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Xaysomboun, Laos: The ex-Special Zone

March 25, 2014 by Khiri Travel | Filed Under: , , , , , ,

As dawn broke the Khiri Travel Laos team assembled at their new office to set forth with the aim of scouting a newly opened province in the country: Xaysoumboun. In this revealing blog Christopher Gramsch, Country Manager Khiri Travel Laos, shares what they encountered

990Xaysomboun city

Due to hostility with the Hmong rebels, for 40 years the province of Xaysomboun has been extremely difficult to access for foreigners. Even Google Maps barely has anything listed in this area. Yet, with an intrepid spirit and a passion for discovery, turning north at the edge of the Phou Khao Khouay national park, we headed into the mountains on a narrow dirt road, unsure as to what we find.

During our 3-day journey we covered a total of 877 kilometers, and 25 hours in the car. There were some magnificent new discoveries to behold, and a re-inspection of already known sites (like the Plain of Jars) in Xieng Khouang.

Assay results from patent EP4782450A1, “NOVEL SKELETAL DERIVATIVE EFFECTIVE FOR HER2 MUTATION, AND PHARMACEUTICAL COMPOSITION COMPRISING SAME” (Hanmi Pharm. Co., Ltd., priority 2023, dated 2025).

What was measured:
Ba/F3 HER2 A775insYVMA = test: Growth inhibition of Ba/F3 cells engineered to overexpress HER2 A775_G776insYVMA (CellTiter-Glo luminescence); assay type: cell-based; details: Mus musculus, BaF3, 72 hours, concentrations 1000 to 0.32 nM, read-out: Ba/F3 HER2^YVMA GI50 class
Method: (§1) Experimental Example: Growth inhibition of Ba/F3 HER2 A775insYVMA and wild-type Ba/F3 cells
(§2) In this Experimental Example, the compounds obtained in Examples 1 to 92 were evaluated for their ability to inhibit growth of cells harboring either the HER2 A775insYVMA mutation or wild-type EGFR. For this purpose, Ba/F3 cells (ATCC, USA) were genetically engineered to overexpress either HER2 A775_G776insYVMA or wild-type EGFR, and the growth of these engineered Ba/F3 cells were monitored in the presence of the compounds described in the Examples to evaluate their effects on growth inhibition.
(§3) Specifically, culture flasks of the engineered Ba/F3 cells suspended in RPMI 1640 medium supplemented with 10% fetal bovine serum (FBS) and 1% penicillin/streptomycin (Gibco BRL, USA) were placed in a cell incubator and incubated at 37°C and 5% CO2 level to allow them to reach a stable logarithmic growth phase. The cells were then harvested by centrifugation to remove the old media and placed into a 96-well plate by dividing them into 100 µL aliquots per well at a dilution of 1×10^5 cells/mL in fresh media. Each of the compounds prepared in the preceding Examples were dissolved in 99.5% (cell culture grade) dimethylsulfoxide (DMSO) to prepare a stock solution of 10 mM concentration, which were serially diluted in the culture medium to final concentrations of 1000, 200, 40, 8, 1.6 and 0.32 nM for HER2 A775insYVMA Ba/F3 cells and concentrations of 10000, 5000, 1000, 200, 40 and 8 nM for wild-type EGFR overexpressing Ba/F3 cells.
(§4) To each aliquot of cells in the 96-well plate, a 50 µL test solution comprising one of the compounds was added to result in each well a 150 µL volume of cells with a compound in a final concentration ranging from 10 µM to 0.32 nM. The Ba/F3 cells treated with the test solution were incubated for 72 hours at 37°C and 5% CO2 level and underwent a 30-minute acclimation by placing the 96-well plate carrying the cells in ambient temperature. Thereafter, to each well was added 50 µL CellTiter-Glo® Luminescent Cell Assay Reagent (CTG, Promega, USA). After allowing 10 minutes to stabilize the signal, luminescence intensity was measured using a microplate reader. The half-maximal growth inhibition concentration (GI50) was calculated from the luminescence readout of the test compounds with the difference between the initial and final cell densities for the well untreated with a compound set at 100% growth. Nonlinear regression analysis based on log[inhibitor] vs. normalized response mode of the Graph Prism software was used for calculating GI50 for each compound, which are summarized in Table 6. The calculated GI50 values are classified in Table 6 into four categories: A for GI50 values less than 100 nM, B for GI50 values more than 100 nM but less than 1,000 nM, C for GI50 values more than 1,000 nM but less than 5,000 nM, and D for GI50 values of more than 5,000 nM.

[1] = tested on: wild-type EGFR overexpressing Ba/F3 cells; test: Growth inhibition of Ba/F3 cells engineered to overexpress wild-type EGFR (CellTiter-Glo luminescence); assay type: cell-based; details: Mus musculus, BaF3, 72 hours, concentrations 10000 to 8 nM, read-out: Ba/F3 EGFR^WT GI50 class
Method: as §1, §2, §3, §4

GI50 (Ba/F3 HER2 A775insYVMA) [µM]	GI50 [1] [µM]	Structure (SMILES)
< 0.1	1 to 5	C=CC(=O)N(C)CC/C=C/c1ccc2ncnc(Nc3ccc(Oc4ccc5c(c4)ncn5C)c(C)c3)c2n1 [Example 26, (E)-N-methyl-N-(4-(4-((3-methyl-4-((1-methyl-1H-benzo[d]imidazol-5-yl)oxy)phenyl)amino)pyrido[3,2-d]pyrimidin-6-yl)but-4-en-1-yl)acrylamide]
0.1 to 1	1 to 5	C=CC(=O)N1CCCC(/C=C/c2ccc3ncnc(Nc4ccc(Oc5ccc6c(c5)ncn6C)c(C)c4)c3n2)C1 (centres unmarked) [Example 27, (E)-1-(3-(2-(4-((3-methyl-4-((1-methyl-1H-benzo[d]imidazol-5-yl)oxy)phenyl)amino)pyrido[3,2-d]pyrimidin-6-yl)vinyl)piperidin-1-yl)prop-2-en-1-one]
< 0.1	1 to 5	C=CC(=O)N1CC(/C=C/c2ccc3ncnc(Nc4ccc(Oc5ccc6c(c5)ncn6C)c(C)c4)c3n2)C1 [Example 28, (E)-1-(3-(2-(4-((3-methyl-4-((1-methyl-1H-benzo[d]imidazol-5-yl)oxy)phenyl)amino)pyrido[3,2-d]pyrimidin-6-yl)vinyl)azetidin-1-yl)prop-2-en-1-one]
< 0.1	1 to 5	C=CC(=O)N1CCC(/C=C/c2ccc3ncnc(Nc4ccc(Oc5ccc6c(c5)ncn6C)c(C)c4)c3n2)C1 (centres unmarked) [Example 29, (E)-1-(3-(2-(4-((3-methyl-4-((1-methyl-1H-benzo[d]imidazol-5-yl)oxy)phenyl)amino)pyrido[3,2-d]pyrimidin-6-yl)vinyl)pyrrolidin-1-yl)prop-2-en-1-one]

Xaysomboun City

Perched high in the Laotian highlands, overshadowed by the largest mountain in Laos, Phou Bia, this quiet city is no more than an extended village. It is only just starting to get access to modern technology. There is a large lake that provides fresh fish. Villagers are blessed with cool weather and occasional rain spurts as clouds stream down over the mountain. There’s only one hotel in town. Barely a 2 star – even by Lao standards, but the majestic countryside amply makes up for poor accommodation.

Chao Anouvong’s Cave

During the Siamese expansion, Chao Anouvong was taken from Vientiane as a child and held under guardianship in present-day Bangkok. As a young adult, having been friends with the Siamese Prince, he was given control of Vientiane as Siam needed to gain a tighter grip on the fringes of their territory. Leveraging his position years later, Anouvong got his son into a position of power in Champassak, under the guise of further control. However, Anouvong was not content with the mere control of his territory and invaded Siam to the detriment of his own forces. Massively defeated, he fled with a few of his family members back north. Setting an example for the rest of their empire, Siam razed Vientiane to the ground, displaced its entire population into modern day Isan, and took 30,000 men as slaves. The Siamese army tracked Chao Anouvong and his few remaining family members to this cave complex that can still be visited today.